In religion and theology, revelation is the revealing or disclosing of some form of truth or knowledge through communication with a deity or other supernatural entity or entities.Contents1 Description 2 Background 3 Types3.1 Individual revelation 3.2 Public revelation4 Methods4.1 Verbal 4.2 Non-verbal propositional5 Epistemology 6 In various religions6.1 Bahá'í 6.2 Christianity6.2.1 Latter Day Saint movement6.3 Hinduism 6.4 Islam 6.5 Judaism6.5.1 Prophets7 Recent revelations 8 See also 9 References 10 External linksDescription[edit] Some religions have religious texts which they view as divinely or supernaturally revealed or inspired
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Postdenominational Churches
In Christianity, postdenominationalism is the attitude that the Body of Christ
Christ
extends to born again Christians in other denominations (including those who are non-denominational), and is not limited just to one's own religious group. Its focus on doctrine distinguishes it from Ecumenism. Many of the fastest growing Evangelical churches in the world do not belong to any "established" denomination, though the tendency is that over time the larger ones form their own organization (typically without calling it a "denomination"). According to David Barrett,[citation needed], there are an additional 60 million Americans who are born again believers and do not attend any church. Though this is often due to faults in the church (some cite visionless leadership, unresolved sin issues amongst church bodies, lax morals in the pews, money mishandling, etc
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Denomination (Christianity)
Denomination may refer to:Religious denomination, such as a:Christian denomination Jewish denomination Islamic denomination Hindu denominations Buddhist denominationDenominationalism, the division of one religion into separate groups, sects, schools of thought Denomination (currency) Denomination (postage stamp) Protected designation of origin, a protected product name, usually by region of productionThis disambiguation page lists art
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Gifts Of The Holy Spirit
In Christianity, a spiritual gift or charism (plural: charisms or charismata; in Greek singular: χάρισμα charisma, plural: χαρίσματα charismata) is an endowment which is given by the Holy Spirit.[2] These are the supernatural graces which individual Christians need (or needed in the days of the Apostles) to fulfill the mission of the Church.[3][4] In the narrowest sense, it is a theological term for the extraordinary graces given to individual Christians for the good of others and is distinguished from the graces given for personal sanctification, such as the Seven Gifts of the Holy Spirit and the fruit of the Holy Spirit.[1] These extraordinary spiritual gifts, often termed "charismatic gifts", are the word of wisdom, the word of knowledge, increased faith, the gifts of healing, the gift of miracles, prophecy, the discernment of spirits, diverse kinds of tongues, interpretation of tongues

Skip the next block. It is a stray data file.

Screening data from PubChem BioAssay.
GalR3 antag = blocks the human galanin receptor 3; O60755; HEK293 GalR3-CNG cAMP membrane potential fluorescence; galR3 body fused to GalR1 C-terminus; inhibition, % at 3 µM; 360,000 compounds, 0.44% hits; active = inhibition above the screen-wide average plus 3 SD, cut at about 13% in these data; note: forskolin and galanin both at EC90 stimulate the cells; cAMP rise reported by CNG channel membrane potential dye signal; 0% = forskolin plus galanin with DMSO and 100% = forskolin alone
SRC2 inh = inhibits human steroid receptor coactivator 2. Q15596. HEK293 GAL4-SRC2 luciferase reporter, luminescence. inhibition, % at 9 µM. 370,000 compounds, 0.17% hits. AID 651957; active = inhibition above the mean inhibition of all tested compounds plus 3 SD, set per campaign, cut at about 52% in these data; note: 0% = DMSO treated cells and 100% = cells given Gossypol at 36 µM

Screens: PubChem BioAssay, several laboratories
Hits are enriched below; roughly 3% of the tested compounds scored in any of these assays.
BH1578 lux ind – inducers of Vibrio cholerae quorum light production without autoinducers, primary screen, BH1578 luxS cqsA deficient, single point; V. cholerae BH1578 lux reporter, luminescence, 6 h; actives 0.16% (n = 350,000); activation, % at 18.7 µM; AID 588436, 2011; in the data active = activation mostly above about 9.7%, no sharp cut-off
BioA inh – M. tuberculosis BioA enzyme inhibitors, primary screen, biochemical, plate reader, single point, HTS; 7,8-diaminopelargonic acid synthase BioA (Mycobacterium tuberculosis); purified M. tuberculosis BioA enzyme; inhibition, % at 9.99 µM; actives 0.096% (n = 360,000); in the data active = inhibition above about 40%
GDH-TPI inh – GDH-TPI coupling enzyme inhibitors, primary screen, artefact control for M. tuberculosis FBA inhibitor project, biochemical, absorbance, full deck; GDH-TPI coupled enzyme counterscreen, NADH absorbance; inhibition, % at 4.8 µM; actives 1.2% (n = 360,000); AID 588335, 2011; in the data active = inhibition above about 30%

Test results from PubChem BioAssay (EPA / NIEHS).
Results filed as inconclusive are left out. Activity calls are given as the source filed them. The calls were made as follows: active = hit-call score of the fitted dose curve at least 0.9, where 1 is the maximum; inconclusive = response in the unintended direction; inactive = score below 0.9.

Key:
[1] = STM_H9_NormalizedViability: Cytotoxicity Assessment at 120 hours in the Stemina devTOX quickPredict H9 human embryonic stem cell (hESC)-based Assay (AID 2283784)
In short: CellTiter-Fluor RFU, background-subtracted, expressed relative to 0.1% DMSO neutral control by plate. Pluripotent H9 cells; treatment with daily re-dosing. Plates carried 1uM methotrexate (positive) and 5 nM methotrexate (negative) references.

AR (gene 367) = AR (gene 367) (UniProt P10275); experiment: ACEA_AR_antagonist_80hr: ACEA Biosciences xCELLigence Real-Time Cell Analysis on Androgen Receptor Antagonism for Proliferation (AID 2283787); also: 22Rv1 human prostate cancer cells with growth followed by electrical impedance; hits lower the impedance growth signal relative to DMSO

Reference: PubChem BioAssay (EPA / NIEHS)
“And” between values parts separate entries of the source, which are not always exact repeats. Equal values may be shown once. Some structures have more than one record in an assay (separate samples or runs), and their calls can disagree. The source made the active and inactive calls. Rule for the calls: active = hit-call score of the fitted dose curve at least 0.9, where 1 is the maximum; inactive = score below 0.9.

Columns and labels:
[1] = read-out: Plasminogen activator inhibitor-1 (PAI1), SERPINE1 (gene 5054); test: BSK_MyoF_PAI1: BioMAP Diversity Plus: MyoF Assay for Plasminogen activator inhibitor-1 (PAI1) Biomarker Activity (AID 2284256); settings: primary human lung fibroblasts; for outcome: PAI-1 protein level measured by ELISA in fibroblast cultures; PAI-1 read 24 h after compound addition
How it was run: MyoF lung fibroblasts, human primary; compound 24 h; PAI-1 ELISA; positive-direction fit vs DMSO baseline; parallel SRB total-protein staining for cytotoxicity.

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Holy Spirit
Holy Spirit
Spirit
or Holy Ghost is a term found in English translations of the Bible that is understood differently among the Abrahamic religions.[1][2] The term is also used to describe aspects of other religions and belief structures.Contents1 Etymology 2 Comparative religion 3 Abrahamic religions3.1 Judaism 3.2 Christianity 3.3 Islam4 Other religions4.1 Bahá'í Faith 4.2 In Hinduism 4.3 Buddhism 4.4 Sikhism5 See also 6 References6.1 Works citedEtymology[edit] The word "Spirit" (from the Latin spiritus meaning "breath") appears as either alone or with other words, in the Hebrew Bible
Hebrew Bible
(Old Testament) and the New Testament
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Baptism With The Holy Spirit
In Christian theology, baptism with the Holy Spirit (also called baptism in the Holy Spirit or Spirit baptism) is distinguished from baptism with water. It is frequently associated with incorporation into the Christian Church, the bestowal of spiritual gifts, and empowerment for Christian ministry. The term baptism with the Holy Spirit originates in the New Testament, and all Christian traditions accept it as a theological concept. Nevertheless, different Christian denominations and traditions have interpreted its meaning in a variety of ways due to differences in the doctrines of salvation and ecclesiology
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Association Of Vineyard Churches
The Association of Vineyard Churches, also known as the Vineyard Movement, is a neocharismatic evangelical Christian
Christian
denomination.[2] It has over 2,400 affiliated churches worldwide.[1] The Vineyard Movement is rooted in the charismatic renewal and historic evangelicalism. Instead of the mainstream charismatic label, however, the movement has preferred the term Empowered Evangelicals (a term coined by Rich Nathan and Ken Wilson in their book of the same name) to reflect their roots in traditional evangelicalism as opposed to classical Pentecostalism